5. Boston College (7-6, won Quick Lane Bowl vs. Maryland)
Head coach Steve Addazio could find himself back on the hot seat at some point this season, even after seemingly cool the temperature with a positive finish to the 2016 season to take into the offseason. The Eagles return a good number of starters on both sides of the football, but the talent gap between Boston College and some of the other teams in the division and conference is telling. Dual-threat quarterback Anthony Brown, a freshman, could provide a spark to the offense, but expect the Eagles to keep pounding the ball in the hands of running back Jon Hilliman. On defense, Boston College has one of the top defensive players in the ACC in defensive end Harold Landry and an experienced defensive mid and backfield to rely on.

6. Syracuse Orange (4-8)
Dino Babers has started to put together a game plan for the Orange with the idea of having a long way to go to restoring pride in the program. With some glimpses at what could be coming for the Orange showed last season (including an upset of Virginia Tech), Babers can count on having a roster returning nearly all of its starters from a year ago on both sides of the football, including quarterback Eric Dungey and linebacker Zaire Franklin. If experience counts for something, then the Orange could be in decent shape to get back to a bowl game. Getting to the postseason will be a challenge. After three winnable games to start the season, Syracuse plays at LSU and later must play games at Florida State and Louisville. They also have a crossover game against Miami to worry about.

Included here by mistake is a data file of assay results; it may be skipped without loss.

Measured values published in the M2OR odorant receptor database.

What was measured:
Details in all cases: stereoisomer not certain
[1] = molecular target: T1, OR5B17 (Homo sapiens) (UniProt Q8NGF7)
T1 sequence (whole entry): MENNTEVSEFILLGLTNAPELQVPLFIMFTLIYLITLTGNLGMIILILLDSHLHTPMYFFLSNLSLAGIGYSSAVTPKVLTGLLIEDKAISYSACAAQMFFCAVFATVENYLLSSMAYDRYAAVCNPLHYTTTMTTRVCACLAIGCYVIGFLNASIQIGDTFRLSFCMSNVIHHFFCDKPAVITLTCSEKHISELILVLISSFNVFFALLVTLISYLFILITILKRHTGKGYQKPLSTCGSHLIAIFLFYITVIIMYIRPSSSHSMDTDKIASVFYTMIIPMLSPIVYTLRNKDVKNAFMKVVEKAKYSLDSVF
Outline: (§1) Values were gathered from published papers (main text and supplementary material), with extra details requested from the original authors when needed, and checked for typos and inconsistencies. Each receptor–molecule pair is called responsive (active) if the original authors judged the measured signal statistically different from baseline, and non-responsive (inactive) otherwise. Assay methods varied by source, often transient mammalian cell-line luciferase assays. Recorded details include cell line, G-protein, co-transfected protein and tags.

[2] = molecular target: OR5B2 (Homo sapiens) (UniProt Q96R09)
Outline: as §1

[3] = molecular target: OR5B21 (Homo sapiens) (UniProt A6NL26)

7. Wake Forest (7-6, won Military Bowl vs. Temple)
The Demon Deacons could cause some trouble for most teams on their schedule, but Dave Clawson will have to overcome a good amount of youth on the roster this season in order to coach the team back to a bowl game. Wake Forest has struggled to score with an offense that fails to protect its quarterback and a running game that can easily be stopped at the line. The good news is Clawson feels this is the best offensive line he has had since coming to Wake Forest, although depth will be a significant concern. But at least there won’t be rogue radio broadcasters trying to sell off and distribute Wake Forest’s game plan this season, hopefully.

ACC COASTAL

1. Miami (9-4 in 2016, won Russell Athletic Bowl vs. West Virginia)
Get ready to ask all of your college football friends a familiar question at some point this season. Is Miami back? The Hurricanes should take some steps forward as a program and could end up winning its first division since joining the ACC, but there is still a good amount of ground to makeup to be on the same level as Florida State and Clemson, and maybe Louisville. But in this division, anything could go. Miami will play some defense with linebacker Shaq Quarterman leading the charge, but the Hurricanes have a serious quarterback question following the loss of Brad Kaaya to the NFL. Florida State on the road is tricky, but home games against Virginia Tech and Georgia Tech could be good.

2. Virginia Tech (10-4, ACC Coastal champion, won Belk Bowl vs. Arkansas)